Extrusion Detection Model - ModSecurity can also monitor outbound data and identify and block information disclosure issues such as leaking detailed error messages or Social Security Numbers or Credit Card Numbers.
There are many significant changes and enhancements in ModSecurity 2.5 over the 1.x branch, including:
In order to use the OWASP ModSecurity Core Rules, you must use the 2.x version of ModSecurity as it takes advantage of specific features not available in previous versions.
Five processing phases (where there were only two in 1.9.x). These are: request headers, request body, response headers, response body, and logging. Those users who wanted to do things at the earliest possible moment can do them now.
Per-rule transformation options (previously normalization was implicit and hard-coded). Many new transformation functions were added.
Transaction variables. This can be used to store pieces of data, create a transaction anomaly score, and so on.
Data persistence (can be configured any way you want although most people will want to use this feature to track IP addresses, application sessions, and application users).
Support for anomaly scoring and basic event correlation (counters can be automatically decreased over time; variables can be expired).
Support for web applications and session IDs.
Regular Expression back-references (allows one to create custom variables using transaction content).
There are now many functions that can be applied to the variables (where previously one could only use regular expressions).
XML support (parsing, validation, XPath).
For more information, it is suggested that you review the SecurityFocus interview that Ivan Ristic gave on ModSecurity 2.0 as it outlines these new features in more detail.
Due to the many changes in the ModSecurity 2.0 rules language, you can not directly use existing rulesets. You will need to translate the functionality of any custom rules into the new rules language. A migration matrix is available here http://www.modsecurity.org/documentation/ModSecurity-Migration-Matrix.pdf that will assist with this process.
The installation procedures for installing ModSecurity 2.5 has changed from previous versions. It now includes a configure script that should help to identify all local settings. After running configure, you then run the make and make install commands. You no longer use apxs directly.
The term "embedded" simply refers to the fact that ModSecurity, running as an Apache module, is running inside the webserver process. Most WAFs function as totally separate hosts and sit in front of the web servers. Running in embedded-mode has some advantages and disadvantages that should be considered:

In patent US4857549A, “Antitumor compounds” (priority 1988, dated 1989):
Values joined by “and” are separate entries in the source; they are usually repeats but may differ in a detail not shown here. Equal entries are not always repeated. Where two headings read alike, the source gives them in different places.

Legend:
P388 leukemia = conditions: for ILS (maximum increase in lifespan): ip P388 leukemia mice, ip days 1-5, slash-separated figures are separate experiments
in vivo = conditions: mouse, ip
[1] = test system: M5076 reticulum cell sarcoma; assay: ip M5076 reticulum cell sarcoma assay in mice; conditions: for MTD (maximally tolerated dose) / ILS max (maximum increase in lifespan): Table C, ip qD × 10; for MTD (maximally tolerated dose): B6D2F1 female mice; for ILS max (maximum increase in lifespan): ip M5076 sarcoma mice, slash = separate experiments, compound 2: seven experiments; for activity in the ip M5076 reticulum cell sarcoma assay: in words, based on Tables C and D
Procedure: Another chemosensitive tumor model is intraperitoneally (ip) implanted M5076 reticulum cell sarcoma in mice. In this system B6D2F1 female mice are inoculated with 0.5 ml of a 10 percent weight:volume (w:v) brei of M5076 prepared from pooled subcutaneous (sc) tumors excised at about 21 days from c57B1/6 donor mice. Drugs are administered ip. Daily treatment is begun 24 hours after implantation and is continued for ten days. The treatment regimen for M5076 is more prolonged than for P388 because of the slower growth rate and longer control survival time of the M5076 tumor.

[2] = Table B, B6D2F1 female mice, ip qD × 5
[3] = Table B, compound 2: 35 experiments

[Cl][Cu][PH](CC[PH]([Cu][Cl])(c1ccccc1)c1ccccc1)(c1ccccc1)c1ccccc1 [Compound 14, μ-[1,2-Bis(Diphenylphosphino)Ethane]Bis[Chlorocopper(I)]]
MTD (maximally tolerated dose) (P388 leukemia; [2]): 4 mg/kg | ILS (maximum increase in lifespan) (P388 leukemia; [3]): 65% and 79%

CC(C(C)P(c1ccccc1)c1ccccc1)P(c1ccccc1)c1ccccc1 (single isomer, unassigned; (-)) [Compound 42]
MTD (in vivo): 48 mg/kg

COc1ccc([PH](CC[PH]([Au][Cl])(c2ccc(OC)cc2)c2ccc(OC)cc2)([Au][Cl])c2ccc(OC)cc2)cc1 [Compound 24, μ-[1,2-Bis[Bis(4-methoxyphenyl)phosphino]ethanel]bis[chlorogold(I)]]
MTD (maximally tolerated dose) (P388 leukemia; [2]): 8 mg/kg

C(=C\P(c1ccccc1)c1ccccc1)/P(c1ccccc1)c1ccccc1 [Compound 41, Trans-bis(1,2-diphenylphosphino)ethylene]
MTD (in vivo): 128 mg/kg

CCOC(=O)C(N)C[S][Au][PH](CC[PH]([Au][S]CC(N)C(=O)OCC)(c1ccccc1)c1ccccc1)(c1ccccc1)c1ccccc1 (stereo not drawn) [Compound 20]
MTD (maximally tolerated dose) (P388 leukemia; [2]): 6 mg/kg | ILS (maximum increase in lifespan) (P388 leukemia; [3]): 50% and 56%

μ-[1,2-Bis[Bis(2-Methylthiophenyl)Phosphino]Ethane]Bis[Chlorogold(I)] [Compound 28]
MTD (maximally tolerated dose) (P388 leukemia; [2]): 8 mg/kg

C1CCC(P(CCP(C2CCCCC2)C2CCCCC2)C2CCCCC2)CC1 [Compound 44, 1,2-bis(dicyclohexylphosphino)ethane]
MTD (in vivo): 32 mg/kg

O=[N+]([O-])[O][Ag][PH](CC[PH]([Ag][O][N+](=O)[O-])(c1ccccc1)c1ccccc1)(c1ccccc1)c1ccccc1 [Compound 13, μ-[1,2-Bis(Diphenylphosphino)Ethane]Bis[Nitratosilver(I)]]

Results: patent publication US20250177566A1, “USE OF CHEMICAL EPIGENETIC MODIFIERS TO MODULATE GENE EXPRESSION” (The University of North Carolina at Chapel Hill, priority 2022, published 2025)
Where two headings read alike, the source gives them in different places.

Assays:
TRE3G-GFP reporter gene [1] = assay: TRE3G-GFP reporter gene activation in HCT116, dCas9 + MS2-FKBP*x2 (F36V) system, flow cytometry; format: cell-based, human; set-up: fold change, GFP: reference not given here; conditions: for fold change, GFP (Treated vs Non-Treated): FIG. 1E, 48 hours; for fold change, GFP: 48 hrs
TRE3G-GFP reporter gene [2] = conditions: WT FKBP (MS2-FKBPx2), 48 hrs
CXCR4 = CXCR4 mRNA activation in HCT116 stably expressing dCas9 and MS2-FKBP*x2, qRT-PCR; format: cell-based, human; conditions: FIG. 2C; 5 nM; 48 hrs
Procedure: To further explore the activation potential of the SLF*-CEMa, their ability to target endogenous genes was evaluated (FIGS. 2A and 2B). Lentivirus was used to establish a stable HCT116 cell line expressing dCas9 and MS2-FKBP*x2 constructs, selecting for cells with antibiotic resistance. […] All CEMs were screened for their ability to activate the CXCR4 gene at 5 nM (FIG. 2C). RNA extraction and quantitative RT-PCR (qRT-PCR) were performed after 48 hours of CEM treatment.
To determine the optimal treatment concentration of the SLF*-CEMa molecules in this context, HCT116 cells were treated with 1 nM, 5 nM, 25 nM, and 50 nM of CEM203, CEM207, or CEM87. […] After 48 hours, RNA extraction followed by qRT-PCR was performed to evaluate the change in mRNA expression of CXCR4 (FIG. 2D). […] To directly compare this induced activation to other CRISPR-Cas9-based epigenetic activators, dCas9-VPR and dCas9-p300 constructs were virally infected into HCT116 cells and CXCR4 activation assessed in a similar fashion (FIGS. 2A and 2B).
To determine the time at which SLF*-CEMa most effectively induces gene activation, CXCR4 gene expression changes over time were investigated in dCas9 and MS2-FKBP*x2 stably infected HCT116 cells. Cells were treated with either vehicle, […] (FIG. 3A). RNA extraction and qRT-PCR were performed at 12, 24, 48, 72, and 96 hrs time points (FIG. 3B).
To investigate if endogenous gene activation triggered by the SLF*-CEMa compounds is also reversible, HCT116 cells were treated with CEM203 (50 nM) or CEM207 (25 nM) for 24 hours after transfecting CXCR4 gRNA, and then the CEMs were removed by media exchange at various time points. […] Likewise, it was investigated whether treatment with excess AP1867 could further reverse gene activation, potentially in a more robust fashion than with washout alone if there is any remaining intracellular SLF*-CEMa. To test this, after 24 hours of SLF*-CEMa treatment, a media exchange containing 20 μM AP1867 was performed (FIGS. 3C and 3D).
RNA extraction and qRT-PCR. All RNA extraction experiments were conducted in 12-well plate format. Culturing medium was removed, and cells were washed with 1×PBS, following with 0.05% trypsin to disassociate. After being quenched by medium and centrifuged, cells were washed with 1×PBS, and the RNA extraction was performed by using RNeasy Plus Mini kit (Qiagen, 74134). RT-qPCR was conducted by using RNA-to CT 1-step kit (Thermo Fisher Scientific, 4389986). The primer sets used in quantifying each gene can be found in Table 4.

Advantages Easy to add to an existing Apache server.
Not a point of failure with respect to traffic.
Disadvantages ModSecurity can only protect the local web server.
ModSecurity will consume local resources such as CPU and RAM.
Management of log files and configurations can become difficult if you have multiple installations.
The only difference with this deployment vs. an embedded one is that Apache itself is configured to function as a reverse proxy.
Advantages Single point of access – functions as a choke point so you consolidate applying security settings and makes management easier.
Network topology is hidden from the outside world - so it will be more difficult for attackers to enumerate your web platforms.
Increased performance – if SSL accelerators/caching used.
You can implement vulnerability filters to protect and vulnerable web server or application on the back-end (IIS, Netscape, ASP, PHP, etc...). See related section on Virtual Patching.
Disadvantages A potential traffic bottleneck if the reverse proxy can not handle the network load.
A potential point of failure - if the reverse proxy goes down it may cause a denial of service to the web applications that are behind it.
Requires changes to the network.
No. Every Ruleset can have false positive in new environments and any new installation should initially use the log only Ruleset version or if no such version is available, set ModSecurity to Detection only using the SecRuleEngine DetectionOnly command. After running ModSecurity in a detection only mode for a while review the evens generated and decide if any modification to the rule set should be made before moving to protection mode.
You need to set the the following two directives:
You need to enable the debug log with SecDebugLog and increase the log level with SecDebugLogLevel. It you set the debug log level to 9, it will tell you exactly what tasks it is completing along with what data it is acting upon. Do be aware that while the increased debug log level does help from a troubleshooting perspective, it does negatively impact performance.
Using ModSecurity requires rules. In order to enable users to take full advantage of ModSecurity immediately, Trustwave's SpiderLabs is sponsoring the OWASP ModSecrity Core Rule Set (CRS) Project. Unlike intrusion detection and prevention systems which rely on signature specific to known vulnerabilities, the Core Rule Set provides generic protection from unknown vulnerabilities often found in web application that are in most cases custom coded. You may also consider writing custom rules for providing a positive security envelope to your application or critical parts of it. The Core Rule Set is heavily commented to allow it to be used as a step-by-step deployment guide for ModSecurity.
In order to provide generic web applications protection, the Core Rules use the following techniques:
- HTTP protection - detecting violations of the HTTP protocol and a locally defined usage policy.
- Common Web Attacks Protection - detecting common web application security attack.
- Automation detection - Detecting bots, crawlers, scanners and other surface malicious activity.
- Trojan Protection - Detecting access to Trojans horses.
- Errors Hiding – Disguising error messages sent by the server
Unfortunately, no. The Core Rules takes advantage of the ModSecurity 2.0 rules language and is therefore not backward compatible.